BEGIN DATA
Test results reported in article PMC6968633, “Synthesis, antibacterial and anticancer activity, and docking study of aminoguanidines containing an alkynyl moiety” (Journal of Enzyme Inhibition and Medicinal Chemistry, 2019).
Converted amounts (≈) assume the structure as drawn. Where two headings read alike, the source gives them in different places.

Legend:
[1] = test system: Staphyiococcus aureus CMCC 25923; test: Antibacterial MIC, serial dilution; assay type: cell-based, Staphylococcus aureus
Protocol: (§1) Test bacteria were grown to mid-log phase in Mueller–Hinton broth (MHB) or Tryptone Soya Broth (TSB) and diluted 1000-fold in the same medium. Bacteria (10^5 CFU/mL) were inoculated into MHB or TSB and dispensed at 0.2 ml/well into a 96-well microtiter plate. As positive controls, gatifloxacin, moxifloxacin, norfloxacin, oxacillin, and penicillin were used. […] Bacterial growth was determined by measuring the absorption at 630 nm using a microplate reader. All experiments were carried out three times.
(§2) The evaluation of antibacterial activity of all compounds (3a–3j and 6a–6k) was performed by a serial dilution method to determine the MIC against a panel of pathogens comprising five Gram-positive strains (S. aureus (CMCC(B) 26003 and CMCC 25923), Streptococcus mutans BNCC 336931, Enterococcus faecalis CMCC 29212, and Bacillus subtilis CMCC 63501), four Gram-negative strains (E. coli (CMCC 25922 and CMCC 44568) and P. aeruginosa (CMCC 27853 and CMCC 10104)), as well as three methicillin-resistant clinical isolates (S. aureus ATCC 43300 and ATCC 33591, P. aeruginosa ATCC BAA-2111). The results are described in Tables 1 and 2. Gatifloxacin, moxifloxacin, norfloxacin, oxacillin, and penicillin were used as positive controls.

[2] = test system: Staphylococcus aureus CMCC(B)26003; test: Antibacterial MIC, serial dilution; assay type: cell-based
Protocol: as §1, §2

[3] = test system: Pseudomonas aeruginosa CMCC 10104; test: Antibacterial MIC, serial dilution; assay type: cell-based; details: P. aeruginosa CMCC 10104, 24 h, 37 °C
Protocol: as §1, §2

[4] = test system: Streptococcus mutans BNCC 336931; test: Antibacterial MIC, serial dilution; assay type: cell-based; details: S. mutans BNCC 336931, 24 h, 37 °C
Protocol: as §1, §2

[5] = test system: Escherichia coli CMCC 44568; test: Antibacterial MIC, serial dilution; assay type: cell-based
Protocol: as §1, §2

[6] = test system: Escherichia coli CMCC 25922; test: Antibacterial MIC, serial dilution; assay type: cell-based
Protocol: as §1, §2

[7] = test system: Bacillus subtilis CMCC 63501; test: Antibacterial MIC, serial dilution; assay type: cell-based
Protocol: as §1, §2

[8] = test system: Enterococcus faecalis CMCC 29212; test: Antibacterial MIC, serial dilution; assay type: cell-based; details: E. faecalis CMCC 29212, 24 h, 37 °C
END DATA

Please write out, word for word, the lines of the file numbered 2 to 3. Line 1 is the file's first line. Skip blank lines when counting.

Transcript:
Converted amounts (≈) assume the structure as drawn. Where two headings read alike, the source gives them in different places.

Legend: